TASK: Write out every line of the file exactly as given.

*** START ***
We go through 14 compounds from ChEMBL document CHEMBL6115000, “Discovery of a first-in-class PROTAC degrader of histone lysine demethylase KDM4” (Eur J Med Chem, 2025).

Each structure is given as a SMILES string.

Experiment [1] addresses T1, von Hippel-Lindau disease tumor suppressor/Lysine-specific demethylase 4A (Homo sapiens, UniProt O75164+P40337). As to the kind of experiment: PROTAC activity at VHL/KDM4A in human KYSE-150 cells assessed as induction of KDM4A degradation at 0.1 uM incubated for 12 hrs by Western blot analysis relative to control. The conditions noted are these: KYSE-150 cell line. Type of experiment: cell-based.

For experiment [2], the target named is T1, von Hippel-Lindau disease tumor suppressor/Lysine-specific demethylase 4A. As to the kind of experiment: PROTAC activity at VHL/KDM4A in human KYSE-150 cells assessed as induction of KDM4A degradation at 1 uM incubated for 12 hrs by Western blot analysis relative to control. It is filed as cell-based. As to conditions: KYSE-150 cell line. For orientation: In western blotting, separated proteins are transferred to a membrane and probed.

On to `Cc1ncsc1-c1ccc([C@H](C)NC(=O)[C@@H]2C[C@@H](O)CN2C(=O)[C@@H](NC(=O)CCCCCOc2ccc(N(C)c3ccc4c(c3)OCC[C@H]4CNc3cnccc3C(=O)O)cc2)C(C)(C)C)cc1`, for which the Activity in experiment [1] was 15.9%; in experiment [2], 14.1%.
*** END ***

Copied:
We go through 14 compounds from ChEMBL document CHEMBL6115000, “Discovery of a first-in-class PROTAC degrader of histone lysine demethylase KDM4” (Eur J Med Chem, 2025).

Each structure is given as a SMILES string.

Experiment [1] addresses T1, von Hippel-Lindau disease tumor suppressor/Lysine-specific demethylase 4A (Homo sapiens, UniProt O75164+P40337). As to the kind of experiment: PROTAC activity at VHL/KDM4A in human KYSE-150 cells assessed as induction of KDM4A degradation at 0.1 uM incubated for 12 hrs by Western blot analysis relative to control. The conditions noted are these: KYSE-150 cell line. Type of experiment: cell-based.

For experiment [2], the target named is T1, von Hippel-Lindau disease tumor suppressor/Lysine-specific demethylase 4A. As to the kind of experiment: PROTAC activity at VHL/KDM4A in human KYSE-150 cells assessed as induction of KDM4A degradation at 1 uM incubated for 12 hrs by Western blot analysis relative to control. It is filed as cell-based. As to conditions: KYSE-150 cell line. For orientation: In western blotting, separated proteins are transferred to a membrane and probed.

On to `Cc1ncsc1-c1ccc([C@H](C)NC(=O)[C@@H]2C[C@@H](O)CN2C(=O)[C@@H](NC(=O)CCCCCOc2ccc(N(C)c3ccc4c(c3)OCC[C@H]4CNc3cnccc3C(=O)O)cc2)C(C)(C)C)cc1`, for which the Activity in experiment [1] was 15.9%; in experiment [2], 14.1%.